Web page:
Royalty – Part II

I was not allowed to take photos in Hofburg, but when I entered Sissi’s apartments and saw these two gowns, part of Sissi’s trousseau, nobody could restrain me. When I was little I very much enjoyed watching movies presenting the 19th century outfits and I was telling my mother that I’ ll become the type of lady that always wears crinoline gowns. Right! Well, too bad that Kate met William before me, wink! But wait, not even the Duchess of Cambridge wears those crinolines!

Now a little bit of history and gossip about Elisabeth of Austria or Sissi. First of all, she was born Duchess of Bavaria but she was not the usual duchess as she had the chance to grew up far from the protocols of the court in a very unrestrained environment. This was due to her father, considered a very peculiar man, who always preferred the countryside rather than the court life. Thanks God we are living now in an era when being different is the best thing ever, and the word obedient is not in our dictionary anymore! I hope you can smell my sarcasm.  But back to Sissi: a shy and introverted child, “often skipped her lessons to go riding about the countryside“.

Therefore, when she was chosen to be Austria Emperor’s spouse, she had some difficulties in adapting to the Hofburg life and to all the responsibilities an empress has. Because of the above and also of her mother-in-law patronizing attitude, “the only quality for which she felt herself appreciated, and over which she had control, was her physical appearance, so she started cultivating this as the primary source of her self-esteem. Obsessively achievement-oriented and almost compulsively perfectionist in her attitudes, she became a slave to her own beauty and image.”

So, not only I had the opportunity to admire the two amazing gowns, but I  also found some interesting things about Sissi’s obsessions. In the porcelain area, I discovered a device used for squeezing the duck meat and  for her diet, Sissi was only drinking the… how should I call it? aaaa…”duck juice”? So long with the grapefruit juice in the morning, girls, wink! This is even more disturbing since at her death she was found to have suffered from starvation! Not only she was extremely drastic with her diet, but she had also a “vintage” gym room where she would exercise every morning. And it seams that every castle she lived in was equipped with a gym room. Can you imagine her gym costume?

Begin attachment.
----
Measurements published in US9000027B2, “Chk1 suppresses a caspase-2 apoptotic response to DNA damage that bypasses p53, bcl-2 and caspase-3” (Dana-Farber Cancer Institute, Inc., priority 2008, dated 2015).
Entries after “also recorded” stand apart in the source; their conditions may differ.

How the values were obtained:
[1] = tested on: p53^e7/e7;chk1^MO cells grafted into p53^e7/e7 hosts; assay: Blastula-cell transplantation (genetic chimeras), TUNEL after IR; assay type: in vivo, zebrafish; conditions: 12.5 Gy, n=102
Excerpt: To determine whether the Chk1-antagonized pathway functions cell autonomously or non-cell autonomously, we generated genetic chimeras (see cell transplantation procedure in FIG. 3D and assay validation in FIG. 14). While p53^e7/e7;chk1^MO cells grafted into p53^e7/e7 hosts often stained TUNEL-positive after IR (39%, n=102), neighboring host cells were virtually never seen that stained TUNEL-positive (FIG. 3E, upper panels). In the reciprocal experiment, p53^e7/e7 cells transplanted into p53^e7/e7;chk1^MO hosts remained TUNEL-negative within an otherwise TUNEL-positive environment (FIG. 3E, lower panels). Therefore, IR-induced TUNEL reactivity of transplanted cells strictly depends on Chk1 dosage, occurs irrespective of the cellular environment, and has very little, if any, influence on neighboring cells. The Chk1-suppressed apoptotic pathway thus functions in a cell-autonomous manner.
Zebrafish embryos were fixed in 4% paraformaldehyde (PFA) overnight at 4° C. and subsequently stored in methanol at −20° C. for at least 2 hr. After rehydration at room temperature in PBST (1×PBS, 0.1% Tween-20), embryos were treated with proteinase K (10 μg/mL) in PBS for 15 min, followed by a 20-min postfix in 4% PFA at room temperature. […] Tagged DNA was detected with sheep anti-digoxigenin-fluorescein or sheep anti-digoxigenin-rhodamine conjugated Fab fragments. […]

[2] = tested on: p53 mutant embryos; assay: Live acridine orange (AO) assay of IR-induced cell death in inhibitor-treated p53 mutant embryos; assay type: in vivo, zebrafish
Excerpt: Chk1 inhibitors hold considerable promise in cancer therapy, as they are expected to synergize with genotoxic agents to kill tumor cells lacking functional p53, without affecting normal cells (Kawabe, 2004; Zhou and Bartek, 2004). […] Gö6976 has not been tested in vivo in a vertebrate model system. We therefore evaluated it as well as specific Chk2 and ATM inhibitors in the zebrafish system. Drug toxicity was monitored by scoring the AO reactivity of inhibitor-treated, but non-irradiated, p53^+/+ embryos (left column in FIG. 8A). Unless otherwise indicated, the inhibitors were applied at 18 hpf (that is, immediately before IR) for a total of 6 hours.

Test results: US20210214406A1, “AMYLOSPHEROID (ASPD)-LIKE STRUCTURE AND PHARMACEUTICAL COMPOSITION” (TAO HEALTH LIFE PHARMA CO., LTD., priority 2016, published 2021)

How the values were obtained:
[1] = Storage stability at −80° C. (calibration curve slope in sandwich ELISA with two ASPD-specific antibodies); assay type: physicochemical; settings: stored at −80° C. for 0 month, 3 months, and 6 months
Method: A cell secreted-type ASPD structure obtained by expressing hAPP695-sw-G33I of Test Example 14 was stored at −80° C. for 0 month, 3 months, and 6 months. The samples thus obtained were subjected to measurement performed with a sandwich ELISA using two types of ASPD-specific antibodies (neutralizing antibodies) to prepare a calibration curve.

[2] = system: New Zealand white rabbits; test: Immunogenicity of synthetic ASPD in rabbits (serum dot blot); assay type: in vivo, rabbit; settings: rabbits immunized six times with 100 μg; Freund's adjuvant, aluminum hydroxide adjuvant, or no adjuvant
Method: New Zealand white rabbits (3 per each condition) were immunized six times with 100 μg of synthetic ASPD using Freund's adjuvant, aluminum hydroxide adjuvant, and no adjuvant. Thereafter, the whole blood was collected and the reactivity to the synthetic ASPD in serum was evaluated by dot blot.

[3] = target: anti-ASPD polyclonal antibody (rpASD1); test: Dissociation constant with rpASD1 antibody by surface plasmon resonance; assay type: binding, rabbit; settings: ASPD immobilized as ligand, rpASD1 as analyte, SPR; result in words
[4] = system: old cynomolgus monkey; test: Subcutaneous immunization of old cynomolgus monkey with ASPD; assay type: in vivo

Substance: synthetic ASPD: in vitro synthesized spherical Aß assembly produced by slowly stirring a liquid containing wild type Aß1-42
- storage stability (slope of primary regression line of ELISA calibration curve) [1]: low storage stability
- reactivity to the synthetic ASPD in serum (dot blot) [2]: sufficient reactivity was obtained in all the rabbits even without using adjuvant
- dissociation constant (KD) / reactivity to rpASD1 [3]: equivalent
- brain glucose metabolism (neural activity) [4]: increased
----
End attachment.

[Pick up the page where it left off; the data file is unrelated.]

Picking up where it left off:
In her youth Elisabeth followed the fashions of the age, which for many years were cage-crinolined hoop skirts. But when fashion began to change, she was at the forefront of abandoning the hoop skirt for a tighter and leaner silhouette. She disliked both expensive accoutrements and the protocol that dictated constant changes of clothing, preferring simple, monochromatic riding habit-like attire. She never wore petticoats or any other underlinen, as they added bulk, and was often literally sewn into her clothes, to bypass waistbands, creases and wrinkles and further emphasize the wasp waist that became her hallmark.

Source: 1 Hofburg entrance  by me, 2 City Hall by me, 3 St. Stephen’s Cathedral – photo taken right from our favorite cafe by me (I think), 4 Women with a scooter (by my bf), 5 Karlskirche build after the plague left the city by my bf, 6&7 Hofburg – Sissi’s apartments by me (incognito, not to be caught)



4 thoughts on “Royalty – Part II

  1. Wonderful post! Thank you for sharing the photos and story. It’s funny to realise that women were obsessed with strict diets and exercise such a long time ago… Love it how she perceived fashion and life in general. x

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